There's something very satisfying about picking and eating pernicious ‘weeds’ such as nettles. They can spring up anywhere, and even grow on waste ground.

However the caterpillars of a number of butterflies rely on nettles, so if you're able to leave some plants for them to eat, you'll have butterflies hatching and flying in your garden later in the year.

The hairs can give you a nasty sting, so wear gardening gloves. Pick the young leaves or whole shoots from February to June, but avoid older plants, especially those that have flowered as they'll be tough.

Nettles. © Getty

Nettle leaves contain high levels of vitamins A and C, and iron, are 5.5% protein and are used by herbalists to lower blood pressure.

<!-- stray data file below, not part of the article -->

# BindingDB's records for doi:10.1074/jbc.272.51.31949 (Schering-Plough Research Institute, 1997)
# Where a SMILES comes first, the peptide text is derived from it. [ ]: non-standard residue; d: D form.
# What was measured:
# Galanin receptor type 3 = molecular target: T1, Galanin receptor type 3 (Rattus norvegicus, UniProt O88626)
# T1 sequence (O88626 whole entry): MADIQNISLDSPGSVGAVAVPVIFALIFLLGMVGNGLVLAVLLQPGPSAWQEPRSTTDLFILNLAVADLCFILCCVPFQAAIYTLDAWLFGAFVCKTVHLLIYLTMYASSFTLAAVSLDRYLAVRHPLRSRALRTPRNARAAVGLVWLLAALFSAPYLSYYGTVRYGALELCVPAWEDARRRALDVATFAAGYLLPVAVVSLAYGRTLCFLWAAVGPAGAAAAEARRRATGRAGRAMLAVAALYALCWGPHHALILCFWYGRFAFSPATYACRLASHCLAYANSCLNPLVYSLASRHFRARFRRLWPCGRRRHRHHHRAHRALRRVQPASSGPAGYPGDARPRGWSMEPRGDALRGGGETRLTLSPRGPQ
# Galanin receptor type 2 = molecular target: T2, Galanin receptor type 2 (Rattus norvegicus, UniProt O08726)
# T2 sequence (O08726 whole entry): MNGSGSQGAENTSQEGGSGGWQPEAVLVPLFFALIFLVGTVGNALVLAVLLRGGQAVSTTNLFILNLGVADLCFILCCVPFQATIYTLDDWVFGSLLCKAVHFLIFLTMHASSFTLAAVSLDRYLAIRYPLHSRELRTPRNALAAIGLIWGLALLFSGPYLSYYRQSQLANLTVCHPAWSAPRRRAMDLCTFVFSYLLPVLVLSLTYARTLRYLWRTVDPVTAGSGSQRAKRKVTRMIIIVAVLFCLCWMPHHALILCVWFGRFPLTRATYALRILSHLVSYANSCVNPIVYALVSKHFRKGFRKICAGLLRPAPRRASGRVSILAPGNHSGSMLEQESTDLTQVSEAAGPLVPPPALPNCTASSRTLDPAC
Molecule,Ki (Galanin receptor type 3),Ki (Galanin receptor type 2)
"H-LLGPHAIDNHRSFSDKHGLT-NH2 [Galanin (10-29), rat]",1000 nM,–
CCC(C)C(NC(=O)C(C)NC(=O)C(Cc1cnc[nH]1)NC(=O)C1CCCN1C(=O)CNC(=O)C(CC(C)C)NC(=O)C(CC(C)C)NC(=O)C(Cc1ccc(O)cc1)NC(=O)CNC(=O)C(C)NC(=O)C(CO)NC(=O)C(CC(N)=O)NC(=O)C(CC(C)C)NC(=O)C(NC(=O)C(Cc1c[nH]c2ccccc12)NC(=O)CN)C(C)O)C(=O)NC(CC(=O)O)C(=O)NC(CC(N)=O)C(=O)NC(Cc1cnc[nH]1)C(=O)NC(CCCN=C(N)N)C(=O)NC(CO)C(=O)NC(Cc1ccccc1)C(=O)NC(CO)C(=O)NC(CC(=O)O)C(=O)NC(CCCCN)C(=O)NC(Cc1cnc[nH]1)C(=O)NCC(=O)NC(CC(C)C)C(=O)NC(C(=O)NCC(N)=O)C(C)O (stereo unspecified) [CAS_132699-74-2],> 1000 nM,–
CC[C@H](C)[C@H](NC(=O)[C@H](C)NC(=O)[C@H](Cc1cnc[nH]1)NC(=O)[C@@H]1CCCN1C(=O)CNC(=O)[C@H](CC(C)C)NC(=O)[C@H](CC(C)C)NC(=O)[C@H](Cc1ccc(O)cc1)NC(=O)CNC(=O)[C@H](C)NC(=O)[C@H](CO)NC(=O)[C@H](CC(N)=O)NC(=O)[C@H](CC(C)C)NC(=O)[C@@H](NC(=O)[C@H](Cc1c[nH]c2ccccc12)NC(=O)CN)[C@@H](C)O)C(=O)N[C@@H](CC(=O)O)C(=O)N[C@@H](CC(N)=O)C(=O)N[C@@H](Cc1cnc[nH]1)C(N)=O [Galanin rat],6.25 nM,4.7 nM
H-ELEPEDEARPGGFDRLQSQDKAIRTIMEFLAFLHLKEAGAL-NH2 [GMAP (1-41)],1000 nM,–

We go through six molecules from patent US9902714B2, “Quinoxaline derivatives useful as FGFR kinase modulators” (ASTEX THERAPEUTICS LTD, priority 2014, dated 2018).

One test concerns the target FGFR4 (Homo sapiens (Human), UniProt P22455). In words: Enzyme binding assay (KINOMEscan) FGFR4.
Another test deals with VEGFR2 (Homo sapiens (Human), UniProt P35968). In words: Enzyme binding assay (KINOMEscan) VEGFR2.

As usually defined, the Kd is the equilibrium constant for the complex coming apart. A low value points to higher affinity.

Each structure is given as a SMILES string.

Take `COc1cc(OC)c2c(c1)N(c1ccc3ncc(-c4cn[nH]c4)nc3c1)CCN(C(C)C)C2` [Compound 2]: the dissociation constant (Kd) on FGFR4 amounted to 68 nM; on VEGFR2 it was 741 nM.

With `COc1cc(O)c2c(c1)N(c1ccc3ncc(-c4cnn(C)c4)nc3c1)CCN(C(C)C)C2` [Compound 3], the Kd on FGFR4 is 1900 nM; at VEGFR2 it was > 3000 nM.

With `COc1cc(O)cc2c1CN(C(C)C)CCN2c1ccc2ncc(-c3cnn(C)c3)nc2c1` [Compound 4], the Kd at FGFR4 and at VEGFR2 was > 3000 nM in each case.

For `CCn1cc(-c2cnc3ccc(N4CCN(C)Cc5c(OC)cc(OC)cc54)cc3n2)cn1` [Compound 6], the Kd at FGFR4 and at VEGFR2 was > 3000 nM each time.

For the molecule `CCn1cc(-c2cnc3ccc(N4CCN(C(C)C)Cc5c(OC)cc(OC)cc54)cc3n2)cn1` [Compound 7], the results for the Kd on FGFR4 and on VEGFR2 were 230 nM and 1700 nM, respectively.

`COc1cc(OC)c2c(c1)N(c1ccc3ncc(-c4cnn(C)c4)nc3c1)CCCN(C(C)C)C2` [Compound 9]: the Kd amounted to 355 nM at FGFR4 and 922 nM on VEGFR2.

This gorgeous, velvet-green soup has a mineral taste, like strong spinach, and you'll be pleased to know that all the stinging hairs vanish during the cooking process.

Wild garlic pesto. © DUSAN ZIDAR/


  • Nettle leaves
  • Stock, or milk
  • Cream
  • Garlic
  • Potato
  • Olive oil


  • STEP 1

    Collect your nettle leaves. Cut off the tough stalks and then sweat gently with olive oil until the leaves become soft.

    Nettle leaves. © Sanjida O'Connell
    Nettle leaves. © Sanjida O'Connell
  • STEP 2

    Add a clove of greased garlic and a diced potato and cover with stock. Simmer for 20 minutes.

    Add garlic and diced potato, © Sanjida O'Connell
    Add garlic and diced potato. © Sanjida O'Connell
  • STEP 3

    Liquidise the soup and add some stock, soya milk, or dairy milk to thin it to a consistency you require. Serve with a dash of cream.

    Nettle soup. © Sanjida O'Connell
    Nettle soup. © Sanjida O'Connell

The recipe originally appeared in BBC Wildlife Magazine. Look inside the current issue and find out how to subscribe.

Main image: Nettle soup. © Sanjida O'Connell


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